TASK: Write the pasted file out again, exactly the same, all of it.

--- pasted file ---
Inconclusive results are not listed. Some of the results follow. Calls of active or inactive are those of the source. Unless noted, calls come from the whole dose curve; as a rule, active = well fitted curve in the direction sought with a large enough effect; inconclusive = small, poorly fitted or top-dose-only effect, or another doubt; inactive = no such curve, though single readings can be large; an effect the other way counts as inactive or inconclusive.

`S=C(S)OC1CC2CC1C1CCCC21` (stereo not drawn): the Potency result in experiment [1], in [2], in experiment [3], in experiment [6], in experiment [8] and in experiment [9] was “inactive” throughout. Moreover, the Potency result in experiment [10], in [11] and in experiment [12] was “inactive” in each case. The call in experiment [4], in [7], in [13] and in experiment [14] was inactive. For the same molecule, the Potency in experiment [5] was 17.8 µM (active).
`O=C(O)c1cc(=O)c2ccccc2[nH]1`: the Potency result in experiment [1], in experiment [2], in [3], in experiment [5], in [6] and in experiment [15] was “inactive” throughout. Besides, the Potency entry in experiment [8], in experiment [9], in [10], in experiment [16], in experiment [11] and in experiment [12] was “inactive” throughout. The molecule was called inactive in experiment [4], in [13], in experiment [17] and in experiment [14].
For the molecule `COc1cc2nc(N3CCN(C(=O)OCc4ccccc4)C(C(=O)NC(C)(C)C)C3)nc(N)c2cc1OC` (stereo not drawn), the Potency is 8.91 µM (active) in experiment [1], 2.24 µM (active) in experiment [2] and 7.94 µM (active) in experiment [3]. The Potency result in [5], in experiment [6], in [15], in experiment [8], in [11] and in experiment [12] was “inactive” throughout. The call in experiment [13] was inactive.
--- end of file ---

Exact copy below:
Inconclusive results are not listed. Some of the results follow. Calls of active or inactive are those of the source. Unless noted, calls come from the whole dose curve; as a rule, active = well fitted curve in the direction sought with a large enough effect; inconclusive = small, poorly fitted or top-dose-only effect, or another doubt; inactive = no such curve, though single readings can be large; an effect the other way counts as inactive or inconclusive.

`S=C(S)OC1CC2CC1C1CCCC21` (stereo not drawn): the Potency result in experiment [1], in [2], in experiment [3], in experiment [6], in experiment [8] and in experiment [9] was “inactive” throughout. Moreover, the Potency result in experiment [10], in [11] and in experiment [12] was “inactive” in each case. The call in experiment [4], in [7], in [13] and in experiment [14] was inactive. For the same molecule, the Potency in experiment [5] was 17.8 µM (active).
`O=C(O)c1cc(=O)c2ccccc2[nH]1`: the Potency result in experiment [1], in experiment [2], in [3], in experiment [5], in [6] and in experiment [15] was “inactive” throughout. Besides, the Potency entry in experiment [8], in experiment [9], in [10], in experiment [16], in experiment [11] and in experiment [12] was “inactive” throughout. The molecule was called inactive in experiment [4], in [13], in experiment [17] and in experiment [14].
For the molecule `COc1cc2nc(N3CCN(C(=O)OCc4ccccc4)C(C(=O)NC(C)(C)C)C3)nc(N)c2cc1OC` (stereo not drawn), the Potency is 8.91 µM (active) in experiment [1], 2.24 µM (active) in experiment [2] and 7.94 µM (active) in experiment [3]. The Potency result in [5], in experiment [6], in [15], in experiment [8], in [11] and in experiment [12] was “inactive” throughout. The call in experiment [13] was inactive.